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Networking to Gain Top Software Engineering Talent Again
Besides the value VMware may gain from Nicira, there are a few other observations to make. First and foremost networking is cool again. For years, established networking firms and start-ups competed with internet and social networking firms for new engineering talent. Nicira’s $1.26B valuation represents the first SDN firm to be acquired at a significant value, which will gain the attention of new engineers surveying the high tech job market. If history is any guide, then Nicira’s valuation will look small compared to the next round of acquisitions, as there is only one remaining independent controller company (Big Switch Networks) and a technology that many large IT firms now need. These networking firms are mostly software companies allowing them to now recruit top software engineering talent.
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Another observation is that network influence or control is shifting to the virtualization domain and the rise of Overlay Networks. There are two tectonic shifts that potentially threaten networking as we know it and networking professionals. The first one is the migration to technologies that recognize the relevance in the hypervisor switch of L2/L3 designs. The second shift is L4-L7 services that are cost optimized and compatible with VMs. Let me explain.
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With OpenFlow, Open vSwitch and Quantum providing the base network virtualization tools for KVM, Virtual Box and Xen while VMware providing its own tools mentioned above, a shift in network control or balance of power is occurring into the virtualization domain. When networks are virtualized, they can stay in the virtualized domain, traverse physical layer 2/3 networks or some combination of both.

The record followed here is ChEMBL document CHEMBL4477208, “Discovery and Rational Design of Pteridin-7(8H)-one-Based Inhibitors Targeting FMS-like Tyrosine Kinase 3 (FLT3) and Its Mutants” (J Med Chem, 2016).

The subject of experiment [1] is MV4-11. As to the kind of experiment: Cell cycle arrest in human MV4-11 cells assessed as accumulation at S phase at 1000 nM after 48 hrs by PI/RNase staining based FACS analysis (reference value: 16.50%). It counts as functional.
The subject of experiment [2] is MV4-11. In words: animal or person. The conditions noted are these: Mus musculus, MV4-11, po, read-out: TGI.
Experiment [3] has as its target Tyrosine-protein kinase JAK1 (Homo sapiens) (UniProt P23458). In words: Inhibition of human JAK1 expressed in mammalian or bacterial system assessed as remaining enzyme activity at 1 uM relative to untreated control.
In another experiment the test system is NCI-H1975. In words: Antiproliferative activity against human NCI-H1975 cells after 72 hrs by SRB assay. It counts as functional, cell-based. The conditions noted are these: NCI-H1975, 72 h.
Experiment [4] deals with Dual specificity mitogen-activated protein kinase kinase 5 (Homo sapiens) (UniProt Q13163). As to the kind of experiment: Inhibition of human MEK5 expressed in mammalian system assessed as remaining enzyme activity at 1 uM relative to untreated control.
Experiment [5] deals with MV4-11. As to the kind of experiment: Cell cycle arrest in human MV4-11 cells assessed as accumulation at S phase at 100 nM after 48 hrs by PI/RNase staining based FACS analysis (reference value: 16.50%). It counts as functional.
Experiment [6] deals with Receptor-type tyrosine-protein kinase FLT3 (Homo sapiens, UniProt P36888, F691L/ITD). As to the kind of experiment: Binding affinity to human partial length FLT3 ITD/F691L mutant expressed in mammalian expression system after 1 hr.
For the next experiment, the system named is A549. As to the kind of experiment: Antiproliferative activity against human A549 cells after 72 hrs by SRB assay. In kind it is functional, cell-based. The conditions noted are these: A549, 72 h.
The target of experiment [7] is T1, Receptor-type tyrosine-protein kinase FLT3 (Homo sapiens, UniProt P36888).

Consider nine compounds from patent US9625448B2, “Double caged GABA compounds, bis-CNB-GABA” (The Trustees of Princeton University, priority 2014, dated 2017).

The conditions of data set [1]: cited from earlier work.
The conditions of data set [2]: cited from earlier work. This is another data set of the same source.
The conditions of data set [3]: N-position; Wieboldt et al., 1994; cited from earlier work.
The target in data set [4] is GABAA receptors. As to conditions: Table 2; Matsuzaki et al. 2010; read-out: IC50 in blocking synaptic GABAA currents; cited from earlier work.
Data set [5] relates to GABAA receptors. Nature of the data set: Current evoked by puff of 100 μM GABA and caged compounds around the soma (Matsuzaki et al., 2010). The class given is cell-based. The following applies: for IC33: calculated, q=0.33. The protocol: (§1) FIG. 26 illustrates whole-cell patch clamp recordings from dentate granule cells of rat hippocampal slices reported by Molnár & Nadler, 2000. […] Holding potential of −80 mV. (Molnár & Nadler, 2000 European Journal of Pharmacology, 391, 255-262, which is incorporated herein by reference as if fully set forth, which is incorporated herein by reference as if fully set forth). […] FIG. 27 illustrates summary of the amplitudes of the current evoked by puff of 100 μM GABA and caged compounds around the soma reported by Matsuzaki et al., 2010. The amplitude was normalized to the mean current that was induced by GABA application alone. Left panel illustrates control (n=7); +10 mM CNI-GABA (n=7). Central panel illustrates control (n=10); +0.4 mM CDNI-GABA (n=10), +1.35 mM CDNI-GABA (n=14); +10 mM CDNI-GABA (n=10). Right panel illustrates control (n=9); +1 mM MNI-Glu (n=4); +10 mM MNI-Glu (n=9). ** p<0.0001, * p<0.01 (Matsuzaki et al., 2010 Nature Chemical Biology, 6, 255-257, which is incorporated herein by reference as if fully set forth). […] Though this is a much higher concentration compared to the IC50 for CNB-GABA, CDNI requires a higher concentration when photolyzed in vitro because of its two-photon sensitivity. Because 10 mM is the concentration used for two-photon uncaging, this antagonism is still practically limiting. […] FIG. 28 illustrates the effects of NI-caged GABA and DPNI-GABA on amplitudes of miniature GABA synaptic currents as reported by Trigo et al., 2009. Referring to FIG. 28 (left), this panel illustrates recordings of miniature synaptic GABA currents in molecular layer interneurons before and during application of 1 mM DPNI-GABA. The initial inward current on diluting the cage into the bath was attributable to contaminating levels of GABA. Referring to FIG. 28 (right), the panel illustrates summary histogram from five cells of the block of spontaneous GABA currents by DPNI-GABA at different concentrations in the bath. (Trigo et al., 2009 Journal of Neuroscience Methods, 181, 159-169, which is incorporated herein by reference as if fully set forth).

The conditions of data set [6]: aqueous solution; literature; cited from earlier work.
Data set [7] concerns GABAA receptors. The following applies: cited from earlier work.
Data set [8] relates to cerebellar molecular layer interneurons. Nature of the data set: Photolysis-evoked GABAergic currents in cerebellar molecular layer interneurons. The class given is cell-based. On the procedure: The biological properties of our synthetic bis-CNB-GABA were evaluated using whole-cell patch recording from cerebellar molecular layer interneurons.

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At the heart of virtual networks is how they traverse physical switches and routers. There are layer 2 tunnels and layer 2 over layer 3 tunnels such as VXLAN and NVGRE. There is OpenFlow in “native” mode, which is OpenFlow supported by all of the switches and routers in a network, and OpenFlow in “overlay” mode where only the hypervisor switches are OpenFlow enabled, and the OpenFlow network is overlaid on the physical L2/L3 design using tunnels. Nicira’s controller does overlay mode using its custom STT tunneling technology and as mentioned above, will more than likely now support VXLAN. Big Switch Network’s yet-to-be-released controller will use plain vanilla OpenFlow so that it supports overlay and native as well as hybrids of the two.
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Both firms envision networking being provisioning and controlled from the virtualization domain where virtual networks are created, managed and layer 4-7 services administered. As this model comes to fruition, then physical networking becomes less strategic as network services move to the virtualization domain. Firms with large virtualized data centers like this model, since they have stranded CPU resources, thanks to memory limitations in virtualized servers. Layer 4-7 network servers are CPU intensive but use little memory, a perfect fit to move these services in to the virtualized domain; a sunk cost that is already being managed. In essence, they view it as getting Layer 4-7 services for free.
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Cisco and VMware Relationship Gets Complicated